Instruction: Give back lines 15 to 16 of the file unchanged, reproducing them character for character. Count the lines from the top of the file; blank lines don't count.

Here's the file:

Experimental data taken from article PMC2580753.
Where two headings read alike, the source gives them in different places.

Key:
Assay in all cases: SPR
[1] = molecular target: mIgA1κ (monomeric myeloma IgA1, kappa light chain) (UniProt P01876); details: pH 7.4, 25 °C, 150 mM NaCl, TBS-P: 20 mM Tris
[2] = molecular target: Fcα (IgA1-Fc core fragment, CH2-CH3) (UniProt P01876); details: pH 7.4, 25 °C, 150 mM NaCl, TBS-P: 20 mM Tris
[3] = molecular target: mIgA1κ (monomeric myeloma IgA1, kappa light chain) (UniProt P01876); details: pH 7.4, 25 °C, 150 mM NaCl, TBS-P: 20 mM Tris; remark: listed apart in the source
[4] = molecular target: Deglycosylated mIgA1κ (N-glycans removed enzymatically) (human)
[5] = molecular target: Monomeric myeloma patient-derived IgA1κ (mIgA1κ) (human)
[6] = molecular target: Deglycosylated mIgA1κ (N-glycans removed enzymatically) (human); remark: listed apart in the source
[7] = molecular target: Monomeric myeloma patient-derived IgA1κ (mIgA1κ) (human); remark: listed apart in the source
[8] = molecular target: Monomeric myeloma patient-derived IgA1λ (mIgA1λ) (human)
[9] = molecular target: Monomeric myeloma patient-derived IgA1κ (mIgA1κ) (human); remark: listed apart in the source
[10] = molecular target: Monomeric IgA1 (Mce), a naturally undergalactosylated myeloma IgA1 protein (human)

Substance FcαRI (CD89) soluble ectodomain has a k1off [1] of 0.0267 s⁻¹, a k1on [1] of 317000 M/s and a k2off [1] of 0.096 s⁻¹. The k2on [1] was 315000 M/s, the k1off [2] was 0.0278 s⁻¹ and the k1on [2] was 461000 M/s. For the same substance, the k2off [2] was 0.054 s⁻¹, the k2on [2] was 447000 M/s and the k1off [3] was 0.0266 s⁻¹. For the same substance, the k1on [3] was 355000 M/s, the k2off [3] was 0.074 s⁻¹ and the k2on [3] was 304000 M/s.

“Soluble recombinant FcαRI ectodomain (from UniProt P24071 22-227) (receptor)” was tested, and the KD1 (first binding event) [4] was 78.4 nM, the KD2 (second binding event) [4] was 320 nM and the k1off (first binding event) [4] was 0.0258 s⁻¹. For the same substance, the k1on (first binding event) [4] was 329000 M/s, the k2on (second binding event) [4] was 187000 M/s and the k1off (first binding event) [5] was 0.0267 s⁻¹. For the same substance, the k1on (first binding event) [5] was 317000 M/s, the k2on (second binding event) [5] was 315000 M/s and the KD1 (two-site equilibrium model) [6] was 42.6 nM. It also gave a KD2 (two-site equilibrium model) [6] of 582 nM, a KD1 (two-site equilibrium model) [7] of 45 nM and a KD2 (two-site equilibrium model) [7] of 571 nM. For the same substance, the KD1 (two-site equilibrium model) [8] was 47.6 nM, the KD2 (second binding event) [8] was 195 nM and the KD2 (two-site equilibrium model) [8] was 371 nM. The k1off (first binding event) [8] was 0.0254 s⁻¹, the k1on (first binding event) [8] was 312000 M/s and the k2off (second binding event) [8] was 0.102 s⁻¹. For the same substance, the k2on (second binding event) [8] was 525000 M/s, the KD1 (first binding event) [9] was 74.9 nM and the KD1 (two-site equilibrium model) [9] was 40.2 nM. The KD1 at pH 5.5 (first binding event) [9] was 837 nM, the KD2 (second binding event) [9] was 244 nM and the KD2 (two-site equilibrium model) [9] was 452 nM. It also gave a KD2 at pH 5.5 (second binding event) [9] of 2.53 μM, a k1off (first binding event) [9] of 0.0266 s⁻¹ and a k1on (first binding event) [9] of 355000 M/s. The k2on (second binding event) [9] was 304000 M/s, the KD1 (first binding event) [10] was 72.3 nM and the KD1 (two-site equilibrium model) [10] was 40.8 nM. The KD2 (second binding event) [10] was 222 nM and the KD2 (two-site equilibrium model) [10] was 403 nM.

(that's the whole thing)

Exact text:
Substance FcαRI (CD89) soluble ectodomain has a k1off [1] of 0.0267 s⁻¹, a k1on [1] of 317000 M/s and a k2off [1] of 0.096 s⁻¹. The k2on [1] was 315000 M/s, the k1off [2] was 0.0278 s⁻¹ and the k1on [2] was 461000 M/s. For the same substance, the k2off [2] was 0.054 s⁻¹, the k2on [2] was 447000 M/s and the k1off [3] was 0.0266 s⁻¹. For the same substance, the k1on [3] was 355000 M/s, the k2off [3] was 0.074 s⁻¹ and the k2on [3] was 304000 M/s.

“Soluble recombinant FcαRI ectodomain (from UniProt P24071 22-227) (receptor)” was tested, and the KD1 (first binding event) [4] was 78.4 nM, the KD2 (second binding event) [4] was 320 nM and the k1off (first binding event) [4] was 0.0258 s⁻¹. For the same substance, the k1on (first binding event) [4] was 329000 M/s, the k2on (second binding event) [4] was 187000 M/s and the k1off (first binding event) [5] was 0.0267 s⁻¹. For the same substance, the k1on (first binding event) [5] was 317000 M/s, the k2on (second binding event) [5] was 315000 M/s and the KD1 (two-site equilibrium model) [6] was 42.6 nM. It also gave a KD2 (two-site equilibrium model) [6] of 582 nM, a KD1 (two-site equilibrium model) [7] of 45 nM and a KD2 (two-site equilibrium model) [7] of 571 nM. For the same substance, the KD1 (two-site equilibrium model) [8] was 47.6 nM, the KD2 (second binding event) [8] was 195 nM and the KD2 (two-site equilibrium model) [8] was 371 nM. The k1off (first binding event) [8] was 0.0254 s⁻¹, the k1on (first binding event) [8] was 312000 M/s and the k2off (second binding event) [8] was 0.102 s⁻¹. For the same substance, the k2on (second binding event) [8] was 525000 M/s, the KD1 (first binding event) [9] was 74.9 nM and the KD1 (two-site equilibrium model) [9] was 40.2 nM. The KD1 at pH 5.5 (first binding event) [9] was 837 nM, the KD2 (second binding event) [9] was 244 nM and the KD2 (two-site equilibrium model) [9] was 452 nM. It also gave a KD2 at pH 5.5 (second binding event) [9] of 2.53 μM, a k1off (first binding event) [9] of 0.0266 s⁻¹ and a k1on (first binding event) [9] of 355000 M/s. The k2on (second binding event) [9] was 304000 M/s, the KD1 (first binding event) [10] was 72.3 nM and the KD1 (two-site equilibrium model) [10] was 40.8 nM. The KD2 (second binding event) [10] was 222 nM and the KD2 (two-site equilibrium model) [10] was 403 nM.